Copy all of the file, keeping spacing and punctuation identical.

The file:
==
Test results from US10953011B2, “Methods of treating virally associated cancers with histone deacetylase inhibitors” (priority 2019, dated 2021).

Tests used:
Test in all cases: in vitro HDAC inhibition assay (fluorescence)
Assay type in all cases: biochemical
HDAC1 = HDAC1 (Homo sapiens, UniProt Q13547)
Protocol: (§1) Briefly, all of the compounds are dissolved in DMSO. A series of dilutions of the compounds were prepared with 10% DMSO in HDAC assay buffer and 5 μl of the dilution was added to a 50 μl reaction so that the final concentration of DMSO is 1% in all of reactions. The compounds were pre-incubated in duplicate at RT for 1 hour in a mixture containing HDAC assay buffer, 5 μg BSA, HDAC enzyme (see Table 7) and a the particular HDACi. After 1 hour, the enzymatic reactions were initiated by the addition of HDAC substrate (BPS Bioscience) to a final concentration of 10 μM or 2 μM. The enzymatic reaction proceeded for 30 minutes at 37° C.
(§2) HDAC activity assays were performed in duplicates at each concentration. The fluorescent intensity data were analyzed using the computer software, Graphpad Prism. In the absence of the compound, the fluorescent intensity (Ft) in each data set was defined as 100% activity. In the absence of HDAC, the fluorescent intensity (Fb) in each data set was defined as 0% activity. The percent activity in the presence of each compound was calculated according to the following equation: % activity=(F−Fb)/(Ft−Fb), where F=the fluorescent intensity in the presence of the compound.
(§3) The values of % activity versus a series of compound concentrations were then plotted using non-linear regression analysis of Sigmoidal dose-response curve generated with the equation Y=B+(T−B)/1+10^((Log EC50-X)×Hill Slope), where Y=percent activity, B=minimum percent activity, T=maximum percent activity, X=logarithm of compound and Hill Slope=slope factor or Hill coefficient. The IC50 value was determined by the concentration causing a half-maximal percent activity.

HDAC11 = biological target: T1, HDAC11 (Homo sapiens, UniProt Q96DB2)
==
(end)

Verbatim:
Test results from US10953011B2, “Methods of treating virally associated cancers with histone deacetylase inhibitors” (priority 2019, dated 2021).

Tests used:
Test in all cases: in vitro HDAC inhibition assay (fluorescence)
Assay type in all cases: biochemical
HDAC1 = HDAC1 (Homo sapiens, UniProt Q13547)
Protocol: (§1) Briefly, all of the compounds are dissolved in DMSO. A series of dilutions of the compounds were prepared with 10% DMSO in HDAC assay buffer and 5 μl of the dilution was added to a 50 μl reaction so that the final concentration of DMSO is 1% in all of reactions. The compounds were pre-incubated in duplicate at RT for 1 hour in a mixture containing HDAC assay buffer, 5 μg BSA, HDAC enzyme (see Table 7) and a the particular HDACi. After 1 hour, the enzymatic reactions were initiated by the addition of HDAC substrate (BPS Bioscience) to a final concentration of 10 μM or 2 μM. The enzymatic reaction proceeded for 30 minutes at 37° C.
(§2) HDAC activity assays were performed in duplicates at each concentration. The fluorescent intensity data were analyzed using the computer software, Graphpad Prism. In the absence of the compound, the fluorescent intensity (Ft) in each data set was defined as 100% activity. In the absence of HDAC, the fluorescent intensity (Fb) in each data set was defined as 0% activity. The percent activity in the presence of each compound was calculated according to the following equation: % activity=(F−Fb)/(Ft−Fb), where F=the fluorescent intensity in the presence of the compound.
(§3) The values of % activity versus a series of compound concentrations were then plotted using non-linear regression analysis of Sigmoidal dose-response curve generated with the equation Y=B+(T−B)/1+10^((Log EC50-X)×Hill Slope), where Y=percent activity, B=minimum percent activity, T=maximum percent activity, X=logarithm of compound and Hill Slope=slope factor or Hill coefficient. The IC50 value was determined by the concentration causing a half-maximal percent activity.

HDAC11 = biological target: T1, HDAC11 (Homo sapiens, UniProt Q96DB2)